Think of the most opposite thing you can think of from someone yelling at you about the fires of hell; something that would certainly burn and lighten your face. That is my attempt to segue to another important happening, using fiery illumination as a bridge. 

The Enlightenment.

Instead of a religious movement such as the Great Awakening, the Great Enlightenment was a philosophical movement that emphasized the importance of human reason rather than divine providence. It advanced the idea that humans could solve problems and apply scientific analysis to learning about the world and creating just laws to live by.

It started in the 1620s along with scientific advances and *spoiler alert* was a huge influence on later pioneers of liberty such as Tom Jefferson and Ben Franklin...and pretty much all the gentlemen whose names appear on the Declaration of Independence.

A fellow named John Locke wrote a piece called The Social Contract that outlined certain expectations that every individual should be able to make about their rights, in return for living within a just society.

What is the relationship between the Great Awakening and the (Great) Enlightenment? They’re so totally different, man.

Wel, they both advanced the idea that individuals could and should expect equality. Equality in the eyes of God and equality in the eyes of their fellow human beings. 

Not to dampen the parade, but just as a reminder, equality at this point generally meant:

  1. Equality as long as you’re a Christian. You can believe differently and be treated equally. As long as you’re a Christian.

  2. Equality as long as you’re a white landowning male. If you have property and your skin’s the right color and you’re born the correct gender, then you totally have equality, man.

Baby steps. Sometimes it really is agonizing baby steps. And let’s face it: those steps seem agonizing when we analyze and judge afterwards. But there are many, many people who suffered terribly and horribly in order to fight for those baby steps. Let’s not forget that. And along with that, let’s cut each other some slack as we pursue ever-greater understanding and empathy.

Freedom of the press

All this stuff about rights. Rights, rights, rights. What happened to when things were sweet and simple and everybody just obeyed the king completely?

Johannes Gutenberg ruined so much for those in power. Once mass printing was a reality, there was no slowing down the onslaught of information - and propaganda - flooding the streets. Much of this information came from newspapers, and in the mid-1700s, the first ideas about freedom of the press started to hit the courts.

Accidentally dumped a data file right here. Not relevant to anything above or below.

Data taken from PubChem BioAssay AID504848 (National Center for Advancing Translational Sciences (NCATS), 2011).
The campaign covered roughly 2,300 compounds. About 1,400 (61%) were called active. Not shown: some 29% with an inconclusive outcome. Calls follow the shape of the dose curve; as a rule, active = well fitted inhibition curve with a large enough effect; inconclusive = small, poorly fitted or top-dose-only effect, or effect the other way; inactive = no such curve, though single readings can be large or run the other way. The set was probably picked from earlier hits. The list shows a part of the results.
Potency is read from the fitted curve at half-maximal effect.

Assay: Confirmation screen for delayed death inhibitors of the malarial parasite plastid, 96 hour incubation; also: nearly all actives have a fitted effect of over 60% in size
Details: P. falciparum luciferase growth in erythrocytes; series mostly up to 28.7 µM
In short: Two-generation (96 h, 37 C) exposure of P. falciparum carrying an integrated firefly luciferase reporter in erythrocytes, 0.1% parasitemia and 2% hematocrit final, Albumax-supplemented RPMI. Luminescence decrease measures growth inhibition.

The first had to do with a publisher who wrote negative things about the New York governor. The governor was a buddy of the king, and it was illegal to write smack about the king, so therefore, the publisher was in violation of the law and went on trial. 

Can a free nation survive and thrive without a free press? Hmm...the long answer is…

No. No way. It cannot. Stay tuned.

chapter 2 : American Revolution, part I

1754 - 1769

Pre-pre War

Forgive the previous time jump. The one where we leaped back to the Magna Carta signing in the 1200s, the movable type printing press in the 1400s, and the Enlightenment beginning in the 1600s. Now we’re to the present. The mid-1700s. 

There’s a bunch of land. That’s why so many Europeans have come to the New World. There’s land. Lots of it. Plenty. Except...the more of them that come over, the more crowded it gets. So the English settlers keep edging their way west…

...which shouldn’t be a big deal, right? Wrong. At this point most of North America is settled by two European countries: the English and the French. There are way more English...but the French dominate the trapping and fur trade. Rich Europeans back home can’t live without their fur coats and beaver hats. So the French have built forts all along the rivers to protect their trade routes. And now those routes, waterways, and lands are being threatened as British settlers continue moving west…

The friend of my friend is...

Are Native Americans excited about helping any Europeans? Hard to say at this point without benefit of a time machine. But they do have a hard decision to make: which side are they going to ally themselves with? The British or the French? In the end, many go with the French, who are smaller in number, bring European treats to trade with, and are slightly less aggressive about taking their lands than the British. 

The colonies - mostly British - aren’t stupid. They’re making their own preparations for war. Guy calling himself Ben Franklin comes up with a plan for the colonies to band together; an alliance where they could pool their resources to train militias and be better organized to fight the French. But the individual colonies don’t want to give up any independence or power...so it’s a no go. They keep on fighting alone. And frequently losing.

George, not the King III